Keeping the Cuba conversation open

The U.S. Treasury and Commerce departments recently approved ferry services between Florida and Cuba for four companies, with more companies anticipating approval in the near future. The ferry companies plan to offer trips that would be less expensive than charter flights.

This is just another result of President Obama’s decision in December 2014 to re-establish diplomatic relations with Cuba, which has led to an ease of travel and trade but not a lifting of the embargo, as I wrote about in our two-part web feature on boating and Cuba. As of now, the ferries will only be carrying passengers traveling to Cuba for family visits, religious missions and education activities.

While tourism in Cuba may not be within reach yet and a lifting of the trade embargo will likely take years even with Congress’s approval, it’s great to see that as relations with Cuba continue to move, the boating industry and its interests remain in the conversation. Regardless of the ifs or whens, other industries such as charter flights are moving aggressively toward establishing a presence in the nation and creating a gateway for U.S. residents.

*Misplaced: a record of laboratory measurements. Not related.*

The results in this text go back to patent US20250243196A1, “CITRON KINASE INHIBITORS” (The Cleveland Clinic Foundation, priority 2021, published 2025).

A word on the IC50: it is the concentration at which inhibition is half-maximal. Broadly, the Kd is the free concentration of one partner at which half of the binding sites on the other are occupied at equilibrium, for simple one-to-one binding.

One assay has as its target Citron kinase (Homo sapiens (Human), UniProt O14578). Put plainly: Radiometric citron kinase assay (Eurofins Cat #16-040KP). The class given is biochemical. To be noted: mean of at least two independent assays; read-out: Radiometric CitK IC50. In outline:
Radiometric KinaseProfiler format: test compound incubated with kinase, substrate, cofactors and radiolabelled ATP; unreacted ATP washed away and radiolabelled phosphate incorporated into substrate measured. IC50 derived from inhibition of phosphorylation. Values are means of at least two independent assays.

What is most important for the boating industry is to keep from being left behind. We should be dedicating time to finding opportunities to make sure boating is a part of the framework in building relations with Cuba, whatever that may be. Otherwise, it will be our own loss.

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